Student newspaper serving Tulane University, Uptown New Orleans

The Tulane Hullabaloo

flytedesk: Box (In-Story)
flytedesk (In-Story | Box)
flytedesk (Sidebar | Half Page)

Students gather for vigil mourning Palestinian deaths

Students+gathered+on+Wednesday+for+a+vigil+to+mourn+Palestinian+deaths.
Lillian Foster
Students gathered on Wednesday for a vigil to mourn Palestinian deaths.

Tulane University students gathered in Pocket Park outside of the Lavin-Bernick Center on Wednesday for a vigil to mourn the deaths of Palestinians, Israelis, foreign nationals, humanitarian relief providers and journalists.

Tulane4Palestine and Students Organizing Against Racism promoted the event on Instagram. Tulane4Palestine is not a registered student organization and did not sponsor the event, Tulane spokesperson Mike Strecker said. He said the vigil was sponsored by an individual student and was restricted to only Tulane students, faculty and staff. 

The Instagram post said the vigil was meant to be a “space for Tulane students facing the tremendous loss of friends and family to grieve and mourn together.”

Senior Vonne Crandell attended the vigil and said that as an African American, he sees his struggle reflected in Palestine. 

“I hope [this vigil] stirs the humanity in some of our students,” Crandell said. “I hope they see the humanity of people; I hope they’re able to see that their grief isn’t the only one that exists and they can exist together. I hope that they see that this comes from hurt.”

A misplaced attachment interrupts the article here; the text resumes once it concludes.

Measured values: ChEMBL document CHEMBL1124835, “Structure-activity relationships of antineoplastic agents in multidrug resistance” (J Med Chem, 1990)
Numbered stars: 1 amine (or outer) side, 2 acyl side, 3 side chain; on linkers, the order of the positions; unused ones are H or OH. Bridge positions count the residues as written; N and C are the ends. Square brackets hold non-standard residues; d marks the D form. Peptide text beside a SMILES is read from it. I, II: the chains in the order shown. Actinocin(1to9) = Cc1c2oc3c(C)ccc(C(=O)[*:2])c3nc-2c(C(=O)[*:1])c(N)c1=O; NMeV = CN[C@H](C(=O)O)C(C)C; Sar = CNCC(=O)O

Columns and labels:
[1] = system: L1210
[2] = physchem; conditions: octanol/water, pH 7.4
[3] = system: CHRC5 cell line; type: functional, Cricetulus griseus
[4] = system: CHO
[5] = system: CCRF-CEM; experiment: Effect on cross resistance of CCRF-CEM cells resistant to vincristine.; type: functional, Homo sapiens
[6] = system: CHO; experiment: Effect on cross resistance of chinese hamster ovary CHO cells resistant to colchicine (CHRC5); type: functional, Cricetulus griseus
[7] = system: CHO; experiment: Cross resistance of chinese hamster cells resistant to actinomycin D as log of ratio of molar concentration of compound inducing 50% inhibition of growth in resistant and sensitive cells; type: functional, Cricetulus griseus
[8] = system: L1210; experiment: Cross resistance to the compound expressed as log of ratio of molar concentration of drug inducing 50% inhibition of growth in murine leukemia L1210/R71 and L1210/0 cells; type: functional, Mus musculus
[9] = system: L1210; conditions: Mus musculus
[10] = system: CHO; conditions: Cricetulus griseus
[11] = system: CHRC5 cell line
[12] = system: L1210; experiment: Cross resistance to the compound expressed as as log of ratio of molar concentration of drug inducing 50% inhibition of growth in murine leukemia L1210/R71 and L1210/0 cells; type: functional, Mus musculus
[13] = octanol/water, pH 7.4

Students read poems, sang songs and read anonymous statements from students and faculty about the hardships they’ve dealt with on campus since the war started Oct. 7.

Senior Anya Sastry described the vigil as necessary during a “tense climate on campus.”

“In the face of people who try and instigate hate, and in the face of people who try and create more divisions, there is common humanity to be found,” Sastry said. “It’s super important to be able to come together and find common ground over a common humanity that recognizes that every life is so important, no matter the color of their skin or what religion they practice.”

Sophomore Maddy Williams said she feels upset about how Tulane handled the Israel-Palestine situation on campus.

“I feel like there’s a very dominant narrative on Tulane’s campus,” Williams said. “I feel like Tulane administration is really backing that up without challenging the ideals that are going along with that. I’ve seen a lot of suppressive language and enforcement and reaction to students expressing their grief and support towards what’s happening in Palestine. That’s made me feel upset.”